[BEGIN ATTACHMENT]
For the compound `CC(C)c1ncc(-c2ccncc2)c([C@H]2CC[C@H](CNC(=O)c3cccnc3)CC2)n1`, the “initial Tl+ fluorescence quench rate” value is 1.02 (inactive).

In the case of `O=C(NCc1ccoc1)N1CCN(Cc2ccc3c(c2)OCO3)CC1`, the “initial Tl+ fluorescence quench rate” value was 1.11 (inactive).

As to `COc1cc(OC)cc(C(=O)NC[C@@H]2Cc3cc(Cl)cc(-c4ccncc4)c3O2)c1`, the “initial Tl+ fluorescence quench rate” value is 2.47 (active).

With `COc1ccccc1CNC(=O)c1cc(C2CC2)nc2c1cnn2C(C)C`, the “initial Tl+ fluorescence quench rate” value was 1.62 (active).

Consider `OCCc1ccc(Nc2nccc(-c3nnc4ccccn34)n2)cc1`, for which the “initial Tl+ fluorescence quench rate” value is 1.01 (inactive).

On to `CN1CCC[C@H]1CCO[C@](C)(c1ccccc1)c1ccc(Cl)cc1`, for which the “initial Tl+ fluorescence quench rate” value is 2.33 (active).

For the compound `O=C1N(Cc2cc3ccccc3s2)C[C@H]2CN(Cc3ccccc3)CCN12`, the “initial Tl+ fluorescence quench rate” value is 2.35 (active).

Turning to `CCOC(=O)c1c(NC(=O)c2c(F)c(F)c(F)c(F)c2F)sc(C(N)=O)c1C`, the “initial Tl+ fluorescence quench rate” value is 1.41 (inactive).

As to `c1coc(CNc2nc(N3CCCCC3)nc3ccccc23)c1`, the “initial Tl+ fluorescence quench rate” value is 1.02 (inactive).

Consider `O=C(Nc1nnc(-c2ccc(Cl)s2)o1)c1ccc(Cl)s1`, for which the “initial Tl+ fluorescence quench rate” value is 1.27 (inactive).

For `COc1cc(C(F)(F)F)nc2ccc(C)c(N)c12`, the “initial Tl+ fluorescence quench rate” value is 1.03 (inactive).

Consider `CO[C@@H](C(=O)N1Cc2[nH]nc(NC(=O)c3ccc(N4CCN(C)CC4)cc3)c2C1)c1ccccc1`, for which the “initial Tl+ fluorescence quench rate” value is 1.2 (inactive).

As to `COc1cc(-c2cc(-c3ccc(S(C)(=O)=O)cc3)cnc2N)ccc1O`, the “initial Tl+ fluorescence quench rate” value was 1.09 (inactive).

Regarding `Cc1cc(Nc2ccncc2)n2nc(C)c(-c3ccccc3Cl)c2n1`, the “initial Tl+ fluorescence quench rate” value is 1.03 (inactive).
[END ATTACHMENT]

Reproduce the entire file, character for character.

For the compound `CC(C)c1ncc(-c2ccncc2)c([C@H]2CC[C@H](CNC(=O)c3cccnc3)CC2)n1`, the “initial Tl+ fluorescence quench rate” value is 1.02 (inactive).

In the case of `O=C(NCc1ccoc1)N1CCN(Cc2ccc3c(c2)OCO3)CC1`, the “initial Tl+ fluorescence quench rate” value was 1.11 (inactive).

As to `COc1cc(OC)cc(C(=O)NC[C@@H]2Cc3cc(Cl)cc(-c4ccncc4)c3O2)c1`, the “initial Tl+ fluorescence quench rate” value is 2.47 (active).

With `COc1ccccc1CNC(=O)c1cc(C2CC2)nc2c1cnn2C(C)C`, the “initial Tl+ fluorescence quench rate” value was 1.62 (active).

Consider `OCCc1ccc(Nc2nccc(-c3nnc4ccccn34)n2)cc1`, for which the “initial Tl+ fluorescence quench rate” value is 1.01 (inactive).

On to `CN1CCC[C@H]1CCO[C@](C)(c1ccccc1)c1ccc(Cl)cc1`, for which the “initial Tl+ fluorescence quench rate” value is 2.33 (active).

For the compound `O=C1N(Cc2cc3ccccc3s2)C[C@H]2CN(Cc3ccccc3)CCN12`, the “initial Tl+ fluorescence quench rate” value is 2.35 (active).

Turning to `CCOC(=O)c1c(NC(=O)c2c(F)c(F)c(F)c(F)c2F)sc(C(N)=O)c1C`, the “initial Tl+ fluorescence quench rate” value is 1.41 (inactive).

As to `c1coc(CNc2nc(N3CCCCC3)nc3ccccc23)c1`, the “initial Tl+ fluorescence quench rate” value is 1.02 (inactive).

Consider `O=C(Nc1nnc(-c2ccc(Cl)s2)o1)c1ccc(Cl)s1`, for which the “initial Tl+ fluorescence quench rate” value is 1.27 (inactive).

For `COc1cc(C(F)(F)F)nc2ccc(C)c(N)c12`, the “initial Tl+ fluorescence quench rate” value is 1.03 (inactive).

Consider `CO[C@@H](C(=O)N1Cc2[nH]nc(NC(=O)c3ccc(N4CCN(C)CC4)cc3)c2C1)c1ccccc1`, for which the “initial Tl+ fluorescence quench rate” value is 1.2 (inactive).

As to `COc1cc(-c2cc(-c3ccc(S(C)(=O)=O)cc3)cnc2N)ccc1O`, the “initial Tl+ fluorescence quench rate” value was 1.09 (inactive).

Regarding `Cc1cc(Nc2ccncc2)n2nc(C)c(-c3ccccc3Cl)c2n1`, the “initial Tl+ fluorescence quench rate” value is 1.03 (inactive).